The world of Kenogaia is richly imagined and described. It is no surprise that a writer of Hart’s caliber — who, although a scholar of the highest rank in the fields of religion and philosophy, has long been noted for his ability to write felicitously for a non-expert audience — can produce a pleasing turn of phrase. What was a surprise to me is his facility for descriptive writing and world-building. There is a palpable delight in sensory detail evident in the text, particularly in the descriptions of clothes, food, architecture, and landscapes: shoes and cravats, rich pastries, porphyry-lined loggias, and Marmorean woods all come alive under the spell cast by the author’s prose. This sensory richness, combined with its moral seriousness and clarity, create a fairy-tale spirit as clear as forest light. Kenogaian clothes and architecture seem vaguely Victorian, and its technology — aerial cars and so on —  might invite the descriptor “steampunk,” except for the fact that Kenogaian engines run on something called phosphoric vapor, not steam. 

Hart’s love of lexical abundance is on full display throughout the book. The place and character-names in the story are a mixture of Greek (called “the noble tongue”) and Latin (“the virtuous tongue”) interspersed with some Anglo-Saxon compounds such as “Brightrill” and “Glitterglass.” Readers who have dedicated some time to the classical languages will find many sparkling little gems throughout the book that they will be able to pick up and examine with delight. The novel’s title, for example, literally means “empty earth”; Kenopolis is “the empty city,” and so forth. More humorously, Hart makes a point of giving the scientific and technological arts of Kenogaia long and technical-sounding Greek names: such as ouranonomy (study of the laws of the heavens); anemophone (a sort of telephone which uses wind to carry the speaker’s message through tubes); phosphorion (literally ‘light bearer,’ a vapor lamp). There are many such examples of erudite wordplay in the book, and a reader learned in Greek will be able to decipher more than others.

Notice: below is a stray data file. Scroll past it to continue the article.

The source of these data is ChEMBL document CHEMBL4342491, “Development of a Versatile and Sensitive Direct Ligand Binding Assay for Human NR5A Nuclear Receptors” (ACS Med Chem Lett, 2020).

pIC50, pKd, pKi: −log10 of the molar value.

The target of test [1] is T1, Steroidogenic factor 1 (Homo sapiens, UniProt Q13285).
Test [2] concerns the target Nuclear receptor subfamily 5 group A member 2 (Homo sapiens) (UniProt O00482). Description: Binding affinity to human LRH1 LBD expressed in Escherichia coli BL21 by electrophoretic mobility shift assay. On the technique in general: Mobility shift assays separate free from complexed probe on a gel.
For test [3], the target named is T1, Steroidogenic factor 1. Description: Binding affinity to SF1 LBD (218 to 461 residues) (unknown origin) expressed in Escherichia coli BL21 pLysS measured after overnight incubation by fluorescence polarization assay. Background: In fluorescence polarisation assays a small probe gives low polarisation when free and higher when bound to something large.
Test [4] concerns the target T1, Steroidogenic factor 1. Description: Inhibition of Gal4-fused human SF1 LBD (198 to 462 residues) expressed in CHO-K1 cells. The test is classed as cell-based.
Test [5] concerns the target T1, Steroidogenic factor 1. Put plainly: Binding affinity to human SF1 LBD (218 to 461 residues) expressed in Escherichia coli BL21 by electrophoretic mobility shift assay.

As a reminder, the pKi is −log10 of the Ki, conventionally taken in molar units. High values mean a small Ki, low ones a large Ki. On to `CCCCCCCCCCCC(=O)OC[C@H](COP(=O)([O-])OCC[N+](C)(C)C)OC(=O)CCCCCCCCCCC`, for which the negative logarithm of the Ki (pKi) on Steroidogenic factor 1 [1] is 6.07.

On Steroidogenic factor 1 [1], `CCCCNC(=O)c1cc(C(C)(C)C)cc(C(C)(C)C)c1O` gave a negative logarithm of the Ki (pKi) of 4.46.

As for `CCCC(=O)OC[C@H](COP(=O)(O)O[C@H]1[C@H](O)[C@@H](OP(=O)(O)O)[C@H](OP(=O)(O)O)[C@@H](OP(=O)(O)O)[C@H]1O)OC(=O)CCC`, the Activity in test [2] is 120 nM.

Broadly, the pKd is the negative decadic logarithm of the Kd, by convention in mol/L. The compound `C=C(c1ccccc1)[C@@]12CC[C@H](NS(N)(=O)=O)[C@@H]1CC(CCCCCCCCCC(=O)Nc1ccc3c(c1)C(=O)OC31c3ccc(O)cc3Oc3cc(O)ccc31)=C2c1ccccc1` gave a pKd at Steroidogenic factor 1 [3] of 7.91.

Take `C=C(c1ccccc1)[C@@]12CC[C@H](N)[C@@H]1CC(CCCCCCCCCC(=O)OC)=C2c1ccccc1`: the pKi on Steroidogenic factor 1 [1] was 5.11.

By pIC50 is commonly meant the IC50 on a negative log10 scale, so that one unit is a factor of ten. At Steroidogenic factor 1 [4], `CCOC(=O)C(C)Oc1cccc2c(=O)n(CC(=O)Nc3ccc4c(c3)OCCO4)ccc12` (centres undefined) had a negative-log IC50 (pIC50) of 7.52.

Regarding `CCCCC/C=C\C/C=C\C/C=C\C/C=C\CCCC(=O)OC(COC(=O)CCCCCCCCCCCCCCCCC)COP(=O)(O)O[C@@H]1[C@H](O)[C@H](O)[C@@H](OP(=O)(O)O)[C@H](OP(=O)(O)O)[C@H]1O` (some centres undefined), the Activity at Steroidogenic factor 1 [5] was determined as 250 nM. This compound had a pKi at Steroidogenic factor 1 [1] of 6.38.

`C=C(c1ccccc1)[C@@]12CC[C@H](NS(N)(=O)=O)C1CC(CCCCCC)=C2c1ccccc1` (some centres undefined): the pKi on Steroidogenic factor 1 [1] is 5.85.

The novel is interspersed with stanzas from the ancient Gnostic poem Hymn of the Pearl, and the narrative of Kenogaia repeats this archetypal story of exile and return. Hart makes no attempt to hide his book’s clear relationship to the Gnostic mythos: on the cover, the subtitle tells us that this is “A Gnostic Tale.” This, more than anything else (for there is nothing objectionable in the book), may deter readers who are concerned about the world-view they take in with their tale. If so, this would be an extremely sad state of affairs. As Hart has made clear in his recent non-fiction book You Are Gods, the Gnostic mythos — of spirits imprisoned in a world held captive by hostile spiritual powers — is deeply, inexpungibly written into Christianity itself, evident in everything from St Paul’s statement that “flesh and blood cannot inherit the kingdom of God” (1 Corinthians 15.50) to the American hymns of our grandparents’ generation (“This world is not my home / I’m just a-passin’ through”). 

Rather than an opposing sect, Hart argues that Gnosticism is a stance, or one might even say a mood, of total resistance to the evil of the world. Clearly, many early sects that were later called Gnostic, such as the Marcionites and Manicheans, took this resistance to the point of denying the goodness of creation, refusing to believe that matter was created by the good God they worshiped. Both the early Christians and the Platonists refused to take this ultimate step, while keeping alive the Gnosic mood of resistance to the world of sin, death, and corruption. The Christian story thus has encoded within it a qualified Gnosticism, characterized by a persistent awareness of the two sides of life in the world: affirming that the world as creation is a realm of beauty and goodness (Genesis 1), while at the same time remembering that this world is held captive to death and corruption — “For we know that the whole creation groaneth and travaileth in pain together until now” (Romans 8:22).